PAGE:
CELBAN is an English for Nurses test, designed specially to assess the nursing-specific English language skills of international nurses wanting to work in Canada.
In the early 2000s, there was a realisation that Canada would need more international recruitment over the next 10 years to compensate for forecast shortages of nurses. At the same time, there was considerable concern over the relevance of existing English language assessments to international nurses coming to Canada to work.
The most common assessment at the time was an Academic English test, TOEFL, which has a similar content/approach to IELTS, albeit in an American Higher Education context. Many nurses were failing the test as they hadn’t had the right training and didn’t use this kind of English in practice. Many also felt that passing TOEFL was not necessarily an indication of fluency in the workplace.
Research Project into English Used by Nurses
The decision was taken to develop an assessment which specifically focused on the English that nurses used in practice. A research project was then launched, using a combination of on-the-job observations, questionnaires, and focus groups, which went into this question in great detail, looking at the skills mix and different language functions deployed by nurses.
The stated project outcomes were:
- Increased access by internationally-educated nurses to the nursing profession by clearly defining the required level of English language competency.
- Identification of the specific English language skills still needed by an applicant in order to be eligible to work as a nurse in Canada.
- A basis for the development of “English for Nursing” bridging programs for internationally-educated nurses.
- Development of task-based assessment for nursing, as an alternative to language tests that merely evaluate a candidate’s academic knowledge of the English language
- The English used by nurses at work has its own terminology, situation-specific usage, jargon, modes of communication, eg length and type of interaction, and culture of communication, eg who takes the conversational lead or how to respond in an emergency.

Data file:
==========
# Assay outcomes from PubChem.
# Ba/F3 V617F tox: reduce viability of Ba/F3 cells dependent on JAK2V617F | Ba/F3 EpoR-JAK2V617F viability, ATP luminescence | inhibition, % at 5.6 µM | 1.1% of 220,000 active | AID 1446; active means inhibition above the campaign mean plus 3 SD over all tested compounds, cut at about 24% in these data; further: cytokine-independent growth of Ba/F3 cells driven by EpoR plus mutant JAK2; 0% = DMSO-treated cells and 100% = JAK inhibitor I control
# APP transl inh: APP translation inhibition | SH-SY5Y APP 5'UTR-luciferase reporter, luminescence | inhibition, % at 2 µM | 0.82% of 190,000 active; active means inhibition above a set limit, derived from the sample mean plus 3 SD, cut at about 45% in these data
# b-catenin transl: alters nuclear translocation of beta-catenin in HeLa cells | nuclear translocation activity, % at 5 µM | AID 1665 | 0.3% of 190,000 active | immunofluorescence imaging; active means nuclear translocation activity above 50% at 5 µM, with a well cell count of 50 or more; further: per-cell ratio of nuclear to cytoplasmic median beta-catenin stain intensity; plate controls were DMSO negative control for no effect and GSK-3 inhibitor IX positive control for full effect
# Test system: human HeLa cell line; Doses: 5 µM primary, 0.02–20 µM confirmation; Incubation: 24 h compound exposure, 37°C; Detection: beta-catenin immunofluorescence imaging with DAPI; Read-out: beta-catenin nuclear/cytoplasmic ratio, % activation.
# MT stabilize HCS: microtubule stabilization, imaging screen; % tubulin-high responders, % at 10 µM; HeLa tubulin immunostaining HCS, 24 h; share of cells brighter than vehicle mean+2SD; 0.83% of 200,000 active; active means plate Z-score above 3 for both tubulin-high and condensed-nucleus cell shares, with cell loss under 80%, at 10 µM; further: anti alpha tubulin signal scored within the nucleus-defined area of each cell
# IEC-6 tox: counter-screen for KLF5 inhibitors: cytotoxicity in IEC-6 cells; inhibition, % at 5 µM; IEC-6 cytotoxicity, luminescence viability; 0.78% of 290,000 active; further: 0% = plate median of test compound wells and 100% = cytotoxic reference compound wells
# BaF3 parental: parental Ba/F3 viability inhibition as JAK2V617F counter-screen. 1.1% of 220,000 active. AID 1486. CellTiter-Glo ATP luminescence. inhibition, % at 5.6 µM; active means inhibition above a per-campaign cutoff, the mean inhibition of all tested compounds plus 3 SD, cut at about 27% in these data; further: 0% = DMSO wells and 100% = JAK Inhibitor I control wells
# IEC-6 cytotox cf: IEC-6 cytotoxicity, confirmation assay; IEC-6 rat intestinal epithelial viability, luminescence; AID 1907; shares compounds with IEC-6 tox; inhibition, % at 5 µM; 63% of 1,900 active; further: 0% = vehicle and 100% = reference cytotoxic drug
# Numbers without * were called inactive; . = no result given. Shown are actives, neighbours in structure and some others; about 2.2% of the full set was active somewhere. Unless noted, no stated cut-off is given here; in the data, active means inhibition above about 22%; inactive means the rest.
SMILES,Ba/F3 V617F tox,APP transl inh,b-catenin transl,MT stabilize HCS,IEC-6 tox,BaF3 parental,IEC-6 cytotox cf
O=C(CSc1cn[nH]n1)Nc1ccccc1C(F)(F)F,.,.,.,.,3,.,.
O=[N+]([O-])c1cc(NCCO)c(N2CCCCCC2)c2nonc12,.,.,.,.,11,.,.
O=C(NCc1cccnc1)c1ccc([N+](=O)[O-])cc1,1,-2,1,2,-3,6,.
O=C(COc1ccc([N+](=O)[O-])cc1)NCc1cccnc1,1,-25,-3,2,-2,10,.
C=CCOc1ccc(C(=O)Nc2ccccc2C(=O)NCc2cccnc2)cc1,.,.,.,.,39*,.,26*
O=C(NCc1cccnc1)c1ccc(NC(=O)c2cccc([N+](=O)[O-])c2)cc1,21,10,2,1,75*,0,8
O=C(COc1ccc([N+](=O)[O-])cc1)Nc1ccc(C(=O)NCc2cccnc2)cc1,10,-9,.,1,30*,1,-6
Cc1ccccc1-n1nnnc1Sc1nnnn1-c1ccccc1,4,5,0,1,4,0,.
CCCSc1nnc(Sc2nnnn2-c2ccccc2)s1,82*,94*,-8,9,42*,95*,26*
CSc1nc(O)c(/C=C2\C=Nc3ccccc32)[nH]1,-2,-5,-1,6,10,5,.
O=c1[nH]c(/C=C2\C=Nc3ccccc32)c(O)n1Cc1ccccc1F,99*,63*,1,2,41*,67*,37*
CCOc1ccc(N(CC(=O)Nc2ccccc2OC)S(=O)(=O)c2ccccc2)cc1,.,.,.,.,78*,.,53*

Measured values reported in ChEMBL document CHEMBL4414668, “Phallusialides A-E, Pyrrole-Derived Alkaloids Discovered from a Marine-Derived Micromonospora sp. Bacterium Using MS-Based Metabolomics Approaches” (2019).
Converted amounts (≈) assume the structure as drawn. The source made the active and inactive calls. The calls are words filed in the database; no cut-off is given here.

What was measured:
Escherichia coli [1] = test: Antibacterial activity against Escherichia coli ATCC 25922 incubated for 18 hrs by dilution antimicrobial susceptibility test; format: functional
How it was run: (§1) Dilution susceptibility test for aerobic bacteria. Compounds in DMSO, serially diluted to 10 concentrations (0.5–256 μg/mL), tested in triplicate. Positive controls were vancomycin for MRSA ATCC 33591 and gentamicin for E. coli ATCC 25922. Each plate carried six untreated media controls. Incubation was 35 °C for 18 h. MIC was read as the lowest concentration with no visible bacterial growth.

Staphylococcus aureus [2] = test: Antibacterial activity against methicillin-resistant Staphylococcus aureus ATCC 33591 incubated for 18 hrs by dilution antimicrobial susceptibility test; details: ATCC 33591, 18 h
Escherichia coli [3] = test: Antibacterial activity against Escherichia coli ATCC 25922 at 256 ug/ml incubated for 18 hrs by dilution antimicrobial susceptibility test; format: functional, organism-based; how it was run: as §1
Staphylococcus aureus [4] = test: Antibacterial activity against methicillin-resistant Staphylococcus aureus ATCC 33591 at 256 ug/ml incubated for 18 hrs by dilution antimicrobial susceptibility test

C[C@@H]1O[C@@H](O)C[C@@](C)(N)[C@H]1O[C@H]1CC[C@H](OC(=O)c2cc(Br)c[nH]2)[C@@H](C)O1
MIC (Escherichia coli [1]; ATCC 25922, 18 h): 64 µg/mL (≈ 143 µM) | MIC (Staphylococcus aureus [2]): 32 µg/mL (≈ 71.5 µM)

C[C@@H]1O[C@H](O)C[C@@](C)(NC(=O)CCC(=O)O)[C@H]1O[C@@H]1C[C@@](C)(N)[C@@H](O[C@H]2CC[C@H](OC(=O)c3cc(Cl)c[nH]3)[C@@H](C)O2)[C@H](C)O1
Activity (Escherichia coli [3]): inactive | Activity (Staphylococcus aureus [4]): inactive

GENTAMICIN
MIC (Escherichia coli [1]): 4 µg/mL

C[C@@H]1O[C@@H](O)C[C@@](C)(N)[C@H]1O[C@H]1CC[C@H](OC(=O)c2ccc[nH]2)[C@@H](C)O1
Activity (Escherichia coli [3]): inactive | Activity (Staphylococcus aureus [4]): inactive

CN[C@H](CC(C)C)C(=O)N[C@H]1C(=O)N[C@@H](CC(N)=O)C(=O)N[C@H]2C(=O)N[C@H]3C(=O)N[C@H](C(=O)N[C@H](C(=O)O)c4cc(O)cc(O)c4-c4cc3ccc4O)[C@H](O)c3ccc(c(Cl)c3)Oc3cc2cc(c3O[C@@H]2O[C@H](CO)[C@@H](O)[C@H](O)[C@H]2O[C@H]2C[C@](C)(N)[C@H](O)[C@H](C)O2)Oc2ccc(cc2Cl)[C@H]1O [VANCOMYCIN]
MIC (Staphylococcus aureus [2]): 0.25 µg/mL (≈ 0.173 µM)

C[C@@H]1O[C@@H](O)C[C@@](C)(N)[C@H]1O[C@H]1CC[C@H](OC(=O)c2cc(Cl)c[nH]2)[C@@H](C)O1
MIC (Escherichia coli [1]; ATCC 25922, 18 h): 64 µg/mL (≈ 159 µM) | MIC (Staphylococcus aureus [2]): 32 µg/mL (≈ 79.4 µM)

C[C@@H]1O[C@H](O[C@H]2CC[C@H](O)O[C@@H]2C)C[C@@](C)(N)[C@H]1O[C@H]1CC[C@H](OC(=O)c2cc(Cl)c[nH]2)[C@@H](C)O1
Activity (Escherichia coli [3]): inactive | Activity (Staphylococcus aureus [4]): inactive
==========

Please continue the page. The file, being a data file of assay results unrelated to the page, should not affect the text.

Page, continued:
- Language usage is distributed among various definable tasks, eg explaining, describing, informing, asking for information, suggesting, persuading, and small talk.
- Interactions are high stakes, therefore assessment levels need to be high enough to ensure safe practice and deliver high quality care.
- Nurses need skills at different levels, with listening coming out as requiring a higher level than the other skills and writing a slightly lower level. These can be summarised as follows:
|Skill||Canadian Language Benchmark||IELTS Equivalent|
The CELBAN Test
The test was based on the research, specifically the following broad conclusions:
a. Nurses mostly speak to three different groups – patients, other professionals and families.
b. Nurses spend over half of their time participating in the following language tasks:
- Asking for information
- Giving instructions
There are two parts to CELBAN:
1. Group Test (3 hours) – Listening, writing and reading tests
2. One-to-One Speaking Test (20 to 30 minutes) – Interview and role-play
Listening – 45 minutes
Listen to interactions between nurses and patients, family members and other professionals and answer multiple choice questions.